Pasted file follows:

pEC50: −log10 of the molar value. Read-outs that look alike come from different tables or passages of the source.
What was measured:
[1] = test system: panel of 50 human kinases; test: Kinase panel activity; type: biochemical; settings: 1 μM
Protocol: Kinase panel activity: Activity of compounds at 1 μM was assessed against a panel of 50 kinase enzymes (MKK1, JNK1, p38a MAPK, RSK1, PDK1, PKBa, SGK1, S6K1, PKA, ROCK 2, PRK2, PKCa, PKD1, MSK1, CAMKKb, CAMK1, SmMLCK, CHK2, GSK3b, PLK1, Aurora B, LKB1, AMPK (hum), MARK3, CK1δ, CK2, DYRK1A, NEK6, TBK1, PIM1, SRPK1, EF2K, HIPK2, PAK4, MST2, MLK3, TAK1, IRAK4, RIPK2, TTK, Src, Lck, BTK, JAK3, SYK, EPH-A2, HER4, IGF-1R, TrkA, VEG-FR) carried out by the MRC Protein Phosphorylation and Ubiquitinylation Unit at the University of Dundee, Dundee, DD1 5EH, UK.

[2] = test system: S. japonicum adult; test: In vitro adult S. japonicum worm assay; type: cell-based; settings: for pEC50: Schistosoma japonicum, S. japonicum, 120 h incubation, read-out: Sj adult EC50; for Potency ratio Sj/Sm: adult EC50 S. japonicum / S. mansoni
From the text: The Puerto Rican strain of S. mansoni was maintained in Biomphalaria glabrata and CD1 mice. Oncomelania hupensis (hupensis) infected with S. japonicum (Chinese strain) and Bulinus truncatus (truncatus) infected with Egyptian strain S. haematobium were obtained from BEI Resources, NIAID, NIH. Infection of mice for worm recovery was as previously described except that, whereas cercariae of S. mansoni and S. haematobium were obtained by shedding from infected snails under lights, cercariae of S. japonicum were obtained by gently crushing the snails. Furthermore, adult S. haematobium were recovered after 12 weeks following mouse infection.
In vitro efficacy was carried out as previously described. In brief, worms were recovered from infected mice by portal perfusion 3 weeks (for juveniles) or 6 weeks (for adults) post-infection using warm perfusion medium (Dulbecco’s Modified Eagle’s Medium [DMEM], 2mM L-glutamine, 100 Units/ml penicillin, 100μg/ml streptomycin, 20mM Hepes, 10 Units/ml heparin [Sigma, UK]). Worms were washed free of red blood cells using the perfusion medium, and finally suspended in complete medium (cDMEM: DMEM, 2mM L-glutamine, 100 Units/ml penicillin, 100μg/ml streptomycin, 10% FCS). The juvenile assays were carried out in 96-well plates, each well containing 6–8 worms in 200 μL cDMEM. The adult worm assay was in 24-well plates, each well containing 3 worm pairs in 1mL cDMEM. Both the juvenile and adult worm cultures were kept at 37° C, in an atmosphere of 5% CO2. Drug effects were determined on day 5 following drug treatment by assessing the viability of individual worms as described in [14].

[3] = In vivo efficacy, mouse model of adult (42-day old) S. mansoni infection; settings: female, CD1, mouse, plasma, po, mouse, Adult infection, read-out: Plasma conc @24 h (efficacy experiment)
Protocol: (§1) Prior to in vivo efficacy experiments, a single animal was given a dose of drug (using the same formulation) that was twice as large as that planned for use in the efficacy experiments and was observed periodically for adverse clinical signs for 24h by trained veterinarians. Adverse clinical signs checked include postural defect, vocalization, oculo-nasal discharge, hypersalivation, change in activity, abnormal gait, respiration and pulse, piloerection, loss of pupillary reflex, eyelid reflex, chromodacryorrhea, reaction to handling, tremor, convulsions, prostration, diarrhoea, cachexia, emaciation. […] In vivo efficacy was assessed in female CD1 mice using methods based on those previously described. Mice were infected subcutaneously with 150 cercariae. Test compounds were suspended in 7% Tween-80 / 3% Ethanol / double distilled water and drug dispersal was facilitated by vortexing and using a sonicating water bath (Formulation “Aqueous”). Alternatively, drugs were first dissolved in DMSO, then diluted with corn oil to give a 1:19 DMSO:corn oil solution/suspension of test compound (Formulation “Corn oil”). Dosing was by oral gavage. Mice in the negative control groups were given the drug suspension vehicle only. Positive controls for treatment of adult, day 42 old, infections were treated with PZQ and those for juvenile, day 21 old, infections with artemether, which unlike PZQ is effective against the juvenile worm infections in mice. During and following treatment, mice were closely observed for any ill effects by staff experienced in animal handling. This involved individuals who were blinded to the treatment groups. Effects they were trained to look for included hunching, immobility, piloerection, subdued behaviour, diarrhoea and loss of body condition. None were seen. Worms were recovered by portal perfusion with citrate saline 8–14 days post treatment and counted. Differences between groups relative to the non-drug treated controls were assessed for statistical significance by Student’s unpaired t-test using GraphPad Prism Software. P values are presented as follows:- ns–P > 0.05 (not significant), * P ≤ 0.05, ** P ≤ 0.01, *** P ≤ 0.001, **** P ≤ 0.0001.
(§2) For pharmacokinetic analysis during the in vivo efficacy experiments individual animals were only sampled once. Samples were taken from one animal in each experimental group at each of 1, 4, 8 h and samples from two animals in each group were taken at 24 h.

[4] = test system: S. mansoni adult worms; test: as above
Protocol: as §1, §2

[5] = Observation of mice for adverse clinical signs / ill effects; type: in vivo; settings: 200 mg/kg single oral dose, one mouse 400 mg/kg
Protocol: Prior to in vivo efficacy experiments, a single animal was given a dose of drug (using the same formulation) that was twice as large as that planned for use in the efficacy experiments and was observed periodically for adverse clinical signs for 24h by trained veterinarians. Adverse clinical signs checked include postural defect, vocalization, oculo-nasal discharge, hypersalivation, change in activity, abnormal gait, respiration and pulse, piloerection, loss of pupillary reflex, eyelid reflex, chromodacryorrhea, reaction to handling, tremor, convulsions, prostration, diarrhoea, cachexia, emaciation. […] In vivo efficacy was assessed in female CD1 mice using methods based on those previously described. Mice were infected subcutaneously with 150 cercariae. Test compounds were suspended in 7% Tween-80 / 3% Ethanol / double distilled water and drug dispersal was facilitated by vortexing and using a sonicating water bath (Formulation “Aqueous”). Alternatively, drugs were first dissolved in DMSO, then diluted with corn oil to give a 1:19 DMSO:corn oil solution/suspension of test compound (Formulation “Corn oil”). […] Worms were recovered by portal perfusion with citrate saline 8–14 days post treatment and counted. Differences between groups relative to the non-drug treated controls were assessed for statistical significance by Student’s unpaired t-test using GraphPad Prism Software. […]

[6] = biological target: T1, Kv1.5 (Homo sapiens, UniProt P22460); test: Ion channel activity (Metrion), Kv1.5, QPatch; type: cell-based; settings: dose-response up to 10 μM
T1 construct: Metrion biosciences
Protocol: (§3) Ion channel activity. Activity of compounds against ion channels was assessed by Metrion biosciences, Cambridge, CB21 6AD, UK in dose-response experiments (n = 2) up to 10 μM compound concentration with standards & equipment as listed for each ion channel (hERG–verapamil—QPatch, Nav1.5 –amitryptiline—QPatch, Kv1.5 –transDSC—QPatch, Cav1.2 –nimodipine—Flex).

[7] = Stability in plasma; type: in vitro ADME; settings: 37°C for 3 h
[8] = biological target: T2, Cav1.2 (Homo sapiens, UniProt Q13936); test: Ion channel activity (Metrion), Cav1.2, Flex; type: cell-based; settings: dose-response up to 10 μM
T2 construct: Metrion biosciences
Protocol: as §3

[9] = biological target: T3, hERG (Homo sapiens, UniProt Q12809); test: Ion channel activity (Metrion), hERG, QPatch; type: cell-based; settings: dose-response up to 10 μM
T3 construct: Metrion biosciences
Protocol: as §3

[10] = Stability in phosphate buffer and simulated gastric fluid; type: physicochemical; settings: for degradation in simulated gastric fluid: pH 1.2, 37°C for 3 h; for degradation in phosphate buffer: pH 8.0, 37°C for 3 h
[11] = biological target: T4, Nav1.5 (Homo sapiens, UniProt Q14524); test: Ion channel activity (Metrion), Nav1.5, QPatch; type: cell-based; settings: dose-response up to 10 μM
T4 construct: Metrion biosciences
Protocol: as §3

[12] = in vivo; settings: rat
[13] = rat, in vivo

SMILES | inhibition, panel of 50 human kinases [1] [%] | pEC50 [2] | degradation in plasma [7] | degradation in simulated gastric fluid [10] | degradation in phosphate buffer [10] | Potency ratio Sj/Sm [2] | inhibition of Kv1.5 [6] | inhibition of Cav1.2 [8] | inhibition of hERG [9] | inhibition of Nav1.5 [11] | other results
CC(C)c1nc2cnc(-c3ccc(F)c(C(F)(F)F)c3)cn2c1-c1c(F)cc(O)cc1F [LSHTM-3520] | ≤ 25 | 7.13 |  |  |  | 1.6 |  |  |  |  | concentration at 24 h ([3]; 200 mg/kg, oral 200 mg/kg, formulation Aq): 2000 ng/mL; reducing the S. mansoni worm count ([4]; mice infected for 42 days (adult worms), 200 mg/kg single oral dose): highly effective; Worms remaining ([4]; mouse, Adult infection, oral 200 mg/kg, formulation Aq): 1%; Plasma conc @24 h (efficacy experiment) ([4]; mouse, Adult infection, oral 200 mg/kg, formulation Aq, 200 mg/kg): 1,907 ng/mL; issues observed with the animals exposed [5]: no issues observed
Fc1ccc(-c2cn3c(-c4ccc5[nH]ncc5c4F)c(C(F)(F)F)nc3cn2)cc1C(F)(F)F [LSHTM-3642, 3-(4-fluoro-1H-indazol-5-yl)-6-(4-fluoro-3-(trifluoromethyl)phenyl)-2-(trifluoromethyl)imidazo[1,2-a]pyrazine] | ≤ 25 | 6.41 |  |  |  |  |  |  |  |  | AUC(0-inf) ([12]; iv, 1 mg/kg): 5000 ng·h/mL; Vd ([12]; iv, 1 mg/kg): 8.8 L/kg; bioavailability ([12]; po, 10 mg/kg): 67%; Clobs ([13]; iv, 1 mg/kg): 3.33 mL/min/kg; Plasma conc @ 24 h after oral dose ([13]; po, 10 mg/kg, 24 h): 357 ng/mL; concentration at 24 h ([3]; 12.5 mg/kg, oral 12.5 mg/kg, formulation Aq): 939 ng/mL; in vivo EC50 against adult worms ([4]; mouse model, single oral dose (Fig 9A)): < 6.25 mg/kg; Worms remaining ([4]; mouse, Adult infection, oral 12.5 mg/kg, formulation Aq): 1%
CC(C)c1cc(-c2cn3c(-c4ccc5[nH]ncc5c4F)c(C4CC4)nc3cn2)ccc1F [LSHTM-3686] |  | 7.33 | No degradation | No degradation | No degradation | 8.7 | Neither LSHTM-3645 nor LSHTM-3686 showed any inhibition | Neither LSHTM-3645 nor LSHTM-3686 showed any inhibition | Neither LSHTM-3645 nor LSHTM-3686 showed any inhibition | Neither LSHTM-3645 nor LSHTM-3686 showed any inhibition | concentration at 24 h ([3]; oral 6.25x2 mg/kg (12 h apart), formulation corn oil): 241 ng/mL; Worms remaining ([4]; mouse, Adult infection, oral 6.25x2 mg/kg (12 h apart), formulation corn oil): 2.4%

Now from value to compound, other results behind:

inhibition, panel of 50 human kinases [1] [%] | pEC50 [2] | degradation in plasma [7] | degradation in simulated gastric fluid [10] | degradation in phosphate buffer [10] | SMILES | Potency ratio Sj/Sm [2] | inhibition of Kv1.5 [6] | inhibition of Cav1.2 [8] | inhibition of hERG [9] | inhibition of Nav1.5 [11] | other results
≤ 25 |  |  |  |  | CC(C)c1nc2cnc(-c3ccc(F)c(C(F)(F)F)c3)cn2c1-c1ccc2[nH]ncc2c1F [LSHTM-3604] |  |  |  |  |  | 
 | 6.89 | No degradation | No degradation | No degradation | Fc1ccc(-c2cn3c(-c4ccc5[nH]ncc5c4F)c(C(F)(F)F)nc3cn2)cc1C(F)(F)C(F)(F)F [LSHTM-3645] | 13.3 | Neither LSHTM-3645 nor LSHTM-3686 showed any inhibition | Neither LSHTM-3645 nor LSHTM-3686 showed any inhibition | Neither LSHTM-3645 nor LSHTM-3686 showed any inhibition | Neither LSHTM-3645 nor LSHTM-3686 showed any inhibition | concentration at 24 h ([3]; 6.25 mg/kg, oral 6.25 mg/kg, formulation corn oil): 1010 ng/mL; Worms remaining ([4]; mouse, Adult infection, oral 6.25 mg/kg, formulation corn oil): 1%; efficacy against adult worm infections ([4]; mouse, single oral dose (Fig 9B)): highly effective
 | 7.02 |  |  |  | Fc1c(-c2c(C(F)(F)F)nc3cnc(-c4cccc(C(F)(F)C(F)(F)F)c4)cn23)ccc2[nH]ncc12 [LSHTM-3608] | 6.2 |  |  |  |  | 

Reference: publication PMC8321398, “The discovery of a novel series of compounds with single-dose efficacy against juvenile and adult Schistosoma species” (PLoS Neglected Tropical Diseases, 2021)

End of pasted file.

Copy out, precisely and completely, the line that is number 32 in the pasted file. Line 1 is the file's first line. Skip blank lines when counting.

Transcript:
CC(C)c1nc2cnc(-c3ccc(F)c(C(F)(F)F)c3)cn2c1-c1c(F)cc(O)cc1F [LSHTM-3520] | ≤ 25 | 7.13 |  |  |  | 1.6 |  |  |  |  | concentration at 24 h ([3]; 200 mg/kg, oral 200 mg/kg, formulation Aq): 2000 ng/mL; reducing the S. mansoni worm count ([4]; mice infected for 42 days (adult worms), 200 mg/kg single oral dose): highly effective; Worms remaining ([4]; mouse, Adult infection, oral 200 mg/kg, formulation Aq): 1%; Plasma conc @24 h (efficacy experiment) ([4]; mouse, Adult infection, oral 200 mg/kg, formulation Aq, 200 mg/kg): 1,907 ng/mL; issues observed with the animals exposed [5]: no issues observed